Running through the descriptions of hysteria among both women and men in Victorian and Edwardian England is the disdain felt towards women as signifiers of weakness, frailty and emotionality.
In the treatment of hysteria among women, a breakthrough came when psychiatrists began listening to women, instead of simply observing, judging and categorising them from their perspective of healthy ideals of both femininity and masculinity.
In The Female Malady Elaine Showalter shows how in the treatment of male hysteria among soldiers during the First World War, behaviour codes demanding bravery, stoicism and repression of emotion among men not only manifested in concerns that men were displaying “feminine” behaviour, but also in increased hostility towards women.
Not surprisingly, hostility towards “beastly” women who were allowed to scream or cry, and whose hysteria had been an accepted form of feminine expression before the war, became the theme of much war literature. Men’s quarrels with the feminine element in their own own psyches became externalised as quarrels with women, and hysteria expressed itself in part as fear or anger towards the neurotic woman…
Showalter’s analysis of how expectations of masculine and feminine behaviour shape us has brought to mind times when I was younger when I felt completely at the mercy of my emotions while the university I went to compounded a sense of voicelessness and near invisibility in me.
Working in a tough newspaper environment taught me a kind of rigour in which emotions, how I felt didn’t dictate everything and there were times that I had to leave how I felt out of things to attend to the task, the deadline that was ahead. But it was also exhausting not only because of the demands of being, at times, the only woman in an all-male office, but also the effort it took shut off so much of myself.
Although I still appreciate the discipline of focus it has given me, the brutalised feeling, the sense that I was doing some violence to myself became stronger the longer I stayed in journalism, and began to express itself in a craving for a freer life, more poetic with a bit of a flourish.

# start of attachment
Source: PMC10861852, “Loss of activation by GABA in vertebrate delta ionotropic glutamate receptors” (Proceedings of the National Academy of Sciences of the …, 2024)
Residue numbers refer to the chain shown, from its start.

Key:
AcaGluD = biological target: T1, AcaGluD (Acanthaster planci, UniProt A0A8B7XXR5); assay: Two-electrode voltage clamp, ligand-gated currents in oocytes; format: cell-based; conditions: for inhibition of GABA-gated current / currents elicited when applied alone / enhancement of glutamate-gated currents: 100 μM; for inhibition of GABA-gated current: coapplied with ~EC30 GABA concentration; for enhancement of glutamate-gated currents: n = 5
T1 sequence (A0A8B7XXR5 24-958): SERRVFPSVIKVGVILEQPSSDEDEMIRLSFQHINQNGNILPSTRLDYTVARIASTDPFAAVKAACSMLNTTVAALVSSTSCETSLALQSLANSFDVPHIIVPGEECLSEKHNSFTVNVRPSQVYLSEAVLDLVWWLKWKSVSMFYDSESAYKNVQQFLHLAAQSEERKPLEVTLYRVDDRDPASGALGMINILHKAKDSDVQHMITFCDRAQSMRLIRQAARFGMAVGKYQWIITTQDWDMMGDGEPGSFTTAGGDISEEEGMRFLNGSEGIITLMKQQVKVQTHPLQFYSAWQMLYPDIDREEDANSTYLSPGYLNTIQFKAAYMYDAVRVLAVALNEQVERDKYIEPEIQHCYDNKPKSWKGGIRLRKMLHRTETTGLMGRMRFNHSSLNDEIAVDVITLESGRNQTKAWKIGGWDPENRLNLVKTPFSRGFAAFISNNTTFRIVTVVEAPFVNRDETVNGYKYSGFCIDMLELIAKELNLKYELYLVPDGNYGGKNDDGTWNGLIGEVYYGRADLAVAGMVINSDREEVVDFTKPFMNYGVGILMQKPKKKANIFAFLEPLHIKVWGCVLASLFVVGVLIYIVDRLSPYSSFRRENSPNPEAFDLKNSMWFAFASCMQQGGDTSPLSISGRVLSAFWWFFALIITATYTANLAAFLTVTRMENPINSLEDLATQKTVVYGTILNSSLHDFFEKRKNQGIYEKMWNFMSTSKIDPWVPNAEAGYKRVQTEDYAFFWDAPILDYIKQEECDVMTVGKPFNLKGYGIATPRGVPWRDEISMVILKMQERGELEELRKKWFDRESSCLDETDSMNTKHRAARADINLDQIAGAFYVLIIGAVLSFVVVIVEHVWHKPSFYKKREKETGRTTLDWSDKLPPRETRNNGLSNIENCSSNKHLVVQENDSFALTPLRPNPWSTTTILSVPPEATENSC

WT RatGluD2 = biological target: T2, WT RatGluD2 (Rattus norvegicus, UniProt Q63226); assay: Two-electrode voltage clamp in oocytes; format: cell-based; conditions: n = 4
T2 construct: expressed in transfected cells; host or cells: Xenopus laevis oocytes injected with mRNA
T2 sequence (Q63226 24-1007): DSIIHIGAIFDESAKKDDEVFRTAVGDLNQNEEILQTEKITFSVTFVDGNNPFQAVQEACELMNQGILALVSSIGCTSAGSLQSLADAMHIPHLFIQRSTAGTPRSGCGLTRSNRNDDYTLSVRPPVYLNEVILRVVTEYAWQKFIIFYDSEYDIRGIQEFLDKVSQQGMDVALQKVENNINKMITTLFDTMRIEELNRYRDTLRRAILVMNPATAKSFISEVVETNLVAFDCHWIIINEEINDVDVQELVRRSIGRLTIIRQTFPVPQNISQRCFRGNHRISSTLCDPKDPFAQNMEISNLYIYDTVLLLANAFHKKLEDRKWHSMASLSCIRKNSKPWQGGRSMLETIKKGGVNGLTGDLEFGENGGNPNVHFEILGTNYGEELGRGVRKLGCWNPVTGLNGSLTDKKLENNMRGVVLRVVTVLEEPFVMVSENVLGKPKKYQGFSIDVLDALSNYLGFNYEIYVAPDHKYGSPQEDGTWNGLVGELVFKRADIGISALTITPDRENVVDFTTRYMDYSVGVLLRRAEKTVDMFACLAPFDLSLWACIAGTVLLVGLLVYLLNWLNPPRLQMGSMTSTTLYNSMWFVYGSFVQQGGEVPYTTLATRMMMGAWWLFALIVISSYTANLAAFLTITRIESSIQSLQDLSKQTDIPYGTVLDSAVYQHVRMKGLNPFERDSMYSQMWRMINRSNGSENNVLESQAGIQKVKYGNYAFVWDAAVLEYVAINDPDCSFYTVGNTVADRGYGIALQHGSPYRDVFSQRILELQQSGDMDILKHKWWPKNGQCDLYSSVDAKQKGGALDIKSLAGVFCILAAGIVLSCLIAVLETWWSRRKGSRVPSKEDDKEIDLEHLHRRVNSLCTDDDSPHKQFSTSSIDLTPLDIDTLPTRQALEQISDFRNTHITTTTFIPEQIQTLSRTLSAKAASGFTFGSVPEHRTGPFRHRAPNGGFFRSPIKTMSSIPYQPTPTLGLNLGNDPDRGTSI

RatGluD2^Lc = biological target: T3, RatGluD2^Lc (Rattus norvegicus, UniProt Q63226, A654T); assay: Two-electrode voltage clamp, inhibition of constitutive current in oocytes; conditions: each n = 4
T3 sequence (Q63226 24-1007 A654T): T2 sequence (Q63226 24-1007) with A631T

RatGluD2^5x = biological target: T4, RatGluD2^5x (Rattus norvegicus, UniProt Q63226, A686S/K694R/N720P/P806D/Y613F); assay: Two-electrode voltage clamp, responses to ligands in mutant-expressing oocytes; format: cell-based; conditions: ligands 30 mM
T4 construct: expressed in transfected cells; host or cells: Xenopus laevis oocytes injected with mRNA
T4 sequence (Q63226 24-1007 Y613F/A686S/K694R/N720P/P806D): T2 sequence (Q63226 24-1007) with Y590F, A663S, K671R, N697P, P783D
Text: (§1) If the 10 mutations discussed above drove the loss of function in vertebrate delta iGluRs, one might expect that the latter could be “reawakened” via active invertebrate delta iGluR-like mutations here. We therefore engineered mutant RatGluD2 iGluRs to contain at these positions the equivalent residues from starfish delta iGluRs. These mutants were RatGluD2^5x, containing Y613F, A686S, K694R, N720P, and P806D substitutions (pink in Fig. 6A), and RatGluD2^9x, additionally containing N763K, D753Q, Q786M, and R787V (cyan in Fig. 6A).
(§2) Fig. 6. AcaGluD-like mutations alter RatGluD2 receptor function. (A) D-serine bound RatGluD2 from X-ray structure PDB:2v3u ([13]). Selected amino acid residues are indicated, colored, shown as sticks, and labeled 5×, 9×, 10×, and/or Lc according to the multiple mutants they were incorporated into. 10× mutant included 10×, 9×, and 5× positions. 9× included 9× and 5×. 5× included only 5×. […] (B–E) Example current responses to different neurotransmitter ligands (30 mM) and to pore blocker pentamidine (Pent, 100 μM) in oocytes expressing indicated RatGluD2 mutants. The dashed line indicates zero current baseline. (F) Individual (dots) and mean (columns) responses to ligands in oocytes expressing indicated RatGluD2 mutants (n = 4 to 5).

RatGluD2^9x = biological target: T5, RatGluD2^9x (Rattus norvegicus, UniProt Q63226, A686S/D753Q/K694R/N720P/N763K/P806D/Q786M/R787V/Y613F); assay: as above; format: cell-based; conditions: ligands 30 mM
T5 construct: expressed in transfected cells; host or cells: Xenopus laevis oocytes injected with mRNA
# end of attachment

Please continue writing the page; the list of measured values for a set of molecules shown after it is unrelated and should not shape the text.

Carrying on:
Meeting Mark met that need and helped me steer a path out of full time journalism towards a life that was more artful in its approach. Now, at a time when I see that the world of instinct and intuition, far from being weak, is essential to my being, I wonder to what degree the denial of that self was necessary.
There was a lot of pain associated with operating in what often seemed such a superficial and brittle way. Often it seemed like play-acting a powerful figure capable of decisiveness and command. But the back story was so very different that my acting sometimes seemed jerky and false.
It struck me reading about Mary Wollstonecraft’s plea for women to be allowed education, that women will thereby be schooled into the world of men. In the feminism that emerged from the 80s and 90s that was often about equality of work and consumption, women learnt the games of the workplace. But along with a number of women I know, there is a sense that doing this is at great cost to the sense of self, to the vast hinterland that exists that isn’t given space or voice.
While some of the traditional values around masculinity and femininity no longer hold such great sway, it seems the refusal to allow women’s voices and perspectives to be heard do.
But I know I am still in the process of change resulting from the realisation that none of the knowledge that I had previously been so in awe of and sought to emulate could have got me through Mark’s death. Along with many other women I don’t see my emotional capacity or my insight as weakness but a source of strength.
Showalter argues that hysteria in men was a form of resistance against war and the social expectations of the masculine role, just as among women it was a revolt against the constraints imposed on them on account of such a narrowly defined femininity.
It is not to be wondered at that the war should have inspired an identification with the female role in men who had to endure them… with regard to lack of autonomy and powerlessness the soldier is in an analogous position to women. That most masculine of enterprises, The Great War, “the apocalypse of masculinism,” feminised its conscripts by taking away their sense of control. The constriction of the trenches…was analogous to the tight domestic, vocational and sexual spaces allowed to nineteenth century women.